When you’re playing in a poker tournament, you’re basically making one large bet at the beginning of the tournament. That bet pays off based on how you place during the tournament. The chips in the tournament change value based on how long you’ve been playing and on how many people are left in the game.
You’ll find plenty of bankroll management advice on the internet that suggests profitable poker players should never risk more than 1/20 of their poker bankroll on a tournament buy-in. Some suggest being even more conservative than that.
For the most part, that’s good advice. You shouldn’t be constantly playing in poker tournaments that are way beyond your ability or bankroll. In fact, if you’re a lousy player, you’re better off sticking with the lower stakes until you improve.
But let’s suppose you think you’re a better player than your bankroll would indicate. Is it okay to take a shot at a bigger tournament?
The short answer to that is, yes, it’s worth it to take a shot at a big tournament. I learned this from a poker mentor of mine. I’d never even heard of the concept of “taking a shot” before talking to him.
The trick is to make sure the money you’re laying down for the tournament entry fee isn’t something you need for something more important (like the rent maybe).
Your chances of winning the tournament or even getting into the money are lower than you might think. It depends on your skill level. It’s still okay to take a chance and go for it, though, especially if you have a means of building up a new stake in a short period.
I used to work with some poker players who made a good living. They were sometimes broke on Friday morning, but they got paid that day, so losing a little money during the Thursday night poker tournament wasn’t that big a deal to them.
None of them were ever worried about not having enough money to pay the electric bill or to pay the rent.
You Should Also Bet Big in Poker When You’re Bluffing or Semi-Bluffing
Most poker beginners bluff too often. They don’t understand that bluffing in poker is only mathematically profitable when it makes sense to do so. Paying attention to your opponents’ playing tendencies is one way to know when it’s okay to bluff and when it’s not.
If you’re heads-up with a player who calls everyone down to the river—a real “sheriff” type—bluffing just won’t work. It doesn’t matter how big your bets are.
If you estimate that the sheriff only has a 10% probability of folding, you shouldn’t be betting more than 1/10 of the pot to try to get him to fold.
And if he has any sense at all, he’ll realize that he’s getting 10 to 1 odds to call, which means that most playable hands are okay in this situation.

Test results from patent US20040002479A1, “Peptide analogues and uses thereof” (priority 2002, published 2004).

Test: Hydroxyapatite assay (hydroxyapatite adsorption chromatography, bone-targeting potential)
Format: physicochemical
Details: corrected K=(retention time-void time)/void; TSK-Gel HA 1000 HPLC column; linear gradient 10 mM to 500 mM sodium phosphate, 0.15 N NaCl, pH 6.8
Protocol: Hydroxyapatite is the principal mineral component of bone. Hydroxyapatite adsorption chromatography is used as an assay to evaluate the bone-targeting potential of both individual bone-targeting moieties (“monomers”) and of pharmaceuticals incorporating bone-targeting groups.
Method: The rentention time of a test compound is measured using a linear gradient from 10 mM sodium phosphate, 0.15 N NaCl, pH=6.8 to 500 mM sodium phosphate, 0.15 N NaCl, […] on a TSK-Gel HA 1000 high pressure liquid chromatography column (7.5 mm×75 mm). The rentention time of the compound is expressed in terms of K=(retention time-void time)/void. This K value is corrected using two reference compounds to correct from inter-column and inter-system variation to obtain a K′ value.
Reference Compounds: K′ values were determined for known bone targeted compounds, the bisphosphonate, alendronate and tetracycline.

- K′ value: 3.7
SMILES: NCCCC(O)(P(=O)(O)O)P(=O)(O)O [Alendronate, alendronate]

No, you need to restrict your bluffing to players who are tight and are apt to fold in the face of your aggression. And the bet needs to be big enough that your opponent has a realistic chance of folding in the face of it.
You should also understand that it’s hard to bluff more than one or two opponents at a time. The goal is to win the pot uncontested. The more players you’re trying to scare off, the lower your likelihood of your success.
You should also bet big when you’re semi-bluffing. A semi-bluff is when you bet or raise with a hand that is probably not the best hand, but it’s a hand that has a reasonable chance of improving to the best hand. When you’re semi-bluffing, you’re giving yourself two ways to profit.
You win money when your opponents fold. But you also win money when they call you and you hit your drawing hand.
I prefer semi-bluffing to bluffing, period. Either way, you should get used to betting big in those situations.
When should you bet big in poker? The answer is simple—when it makes sense to do so.
You should bet big when you have a good hand. You should also bet big when you suspect you have a chance of winning a pot uncontested, say in a bluffing or semi-bluffing situation.
One thing you’ll learn about poker is this: Betting aggressively is rarely the wrong move unless you just plain have a lousy hand. You can’t bet every hand aggressively, but if you’re at a passive enough table, you can steal a lot of pots just by betting and raising.
Michael Stevens has been researching and writing topics involving the gambling industry for well over a decade now and is considered an expert on all things casino and sports betting. Michael has been writing for GamblingSites.org since early 2016. ...